When I was watching the war movie Dunkirk recently, I was struck by the comforting words of a nurse, shepherding shocked and wounded soldiers to the safe area at the bottom of the ship. In the midst of enemy planes flying overhead, she encourages her charges by telling them to go down below, where “there’s a nice cup of tea waiting”.
The soldiers didn’t know if they would still be alive in another hour, but the thought of that nice cup of tea gave them something to hold onto.
In mid-19th century England, the Temperance movement tried to counteract the effects of rampant alcohol consumption by coining the phrase “Tea—the drink that cheers but does not inebriate”, and the saying caught on.
So what is it about someone suggesting they have a nice cup of tea (or coffee) with you that lifts your spirits?
Certainly, a hot drink can warm us both physically and emotionally, but there is something more than that in the power of a cuppa.
When someone suggests that you have a cup of tea with them, they are not just offering a beverage, but their own time and company. And that’s where the power lies.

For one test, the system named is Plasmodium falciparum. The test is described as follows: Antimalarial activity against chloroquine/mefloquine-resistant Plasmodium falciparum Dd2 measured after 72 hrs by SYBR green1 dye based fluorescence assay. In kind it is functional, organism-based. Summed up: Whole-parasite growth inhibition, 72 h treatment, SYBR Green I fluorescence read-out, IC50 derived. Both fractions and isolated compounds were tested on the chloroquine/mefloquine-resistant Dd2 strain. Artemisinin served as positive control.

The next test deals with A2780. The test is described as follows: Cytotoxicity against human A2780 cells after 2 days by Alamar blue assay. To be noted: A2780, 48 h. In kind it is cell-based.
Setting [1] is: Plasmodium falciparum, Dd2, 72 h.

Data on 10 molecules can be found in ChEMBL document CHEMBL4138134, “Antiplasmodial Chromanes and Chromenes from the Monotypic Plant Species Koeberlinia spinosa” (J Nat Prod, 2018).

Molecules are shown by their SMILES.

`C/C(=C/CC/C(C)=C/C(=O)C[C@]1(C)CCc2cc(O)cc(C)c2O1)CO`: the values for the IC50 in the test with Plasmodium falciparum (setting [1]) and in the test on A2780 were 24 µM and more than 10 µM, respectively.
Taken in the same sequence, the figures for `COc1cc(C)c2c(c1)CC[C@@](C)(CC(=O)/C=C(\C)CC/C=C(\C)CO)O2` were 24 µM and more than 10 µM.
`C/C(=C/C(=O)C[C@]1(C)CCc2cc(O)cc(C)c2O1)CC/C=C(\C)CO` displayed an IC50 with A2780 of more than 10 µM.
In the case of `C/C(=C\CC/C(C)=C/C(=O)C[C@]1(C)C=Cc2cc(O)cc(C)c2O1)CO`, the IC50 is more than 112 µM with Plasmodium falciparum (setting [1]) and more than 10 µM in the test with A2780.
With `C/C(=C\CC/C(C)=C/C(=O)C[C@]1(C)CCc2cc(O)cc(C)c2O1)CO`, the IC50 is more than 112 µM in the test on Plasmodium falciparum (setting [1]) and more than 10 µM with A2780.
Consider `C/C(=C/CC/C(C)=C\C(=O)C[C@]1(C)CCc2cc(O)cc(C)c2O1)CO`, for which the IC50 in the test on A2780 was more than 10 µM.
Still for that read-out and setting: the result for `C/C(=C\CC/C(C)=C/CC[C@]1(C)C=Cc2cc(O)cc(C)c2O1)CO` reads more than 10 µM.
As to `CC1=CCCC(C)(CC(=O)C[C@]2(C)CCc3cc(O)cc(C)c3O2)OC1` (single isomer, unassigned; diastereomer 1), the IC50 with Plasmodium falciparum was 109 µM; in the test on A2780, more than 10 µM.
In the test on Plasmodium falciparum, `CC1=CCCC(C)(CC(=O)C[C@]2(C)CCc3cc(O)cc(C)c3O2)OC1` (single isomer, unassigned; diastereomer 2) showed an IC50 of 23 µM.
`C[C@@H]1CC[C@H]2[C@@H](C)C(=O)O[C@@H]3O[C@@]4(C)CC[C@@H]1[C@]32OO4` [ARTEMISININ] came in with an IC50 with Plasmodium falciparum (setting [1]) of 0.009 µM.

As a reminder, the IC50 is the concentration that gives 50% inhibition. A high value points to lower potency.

We humans are not meant to struggle through our tough times alone, and the comfort of a cuppa with a friendly shoulder is worth all the tea in China when you are feeling low.
Having observed the natural disasters this year in America and elsewhere, caused by earthquakes and floods, the television footage doesn’t just show the damage wreaked by nature, but also the support being given, human to human, in relief centres and shelters.
So many people volunteer at these times to provide food, drink and support to people who are suffering, as tragedy does often bring out the best side of human nature.
In Australia, the Salvos, the Country Women’s Association and the CFA (Country Fire Association) auxiliaries do a sterling job in times of fire and flood, always being there when they are needed, to provide physical and emotional sustenance.
There’s a proud history of this in the Salvos, with officers always braving the front line in war zones to provide that cuppa, biscuit and a chat. I recall my grandfather on active service in Palestine in the Second World War, saying that the presence of the Salvos got so many men through to the end of the war because the Salvo officers were always there right beside them, usually with that much-desired cuppa.
As Christians, we find there is a long tradition in the Bible of providing food, drink and fellowship.
Perhaps the most famous example of the importance of sharing a cuppa, a meal and company is in Jesus’ own words to the disciples: “For I was hungry and you gave me food, I was thirsty and you gave me drink, I was a stranger and you welcomed me” (Matthew chapter 25, verse 35).
Time for a cuppa, anyone?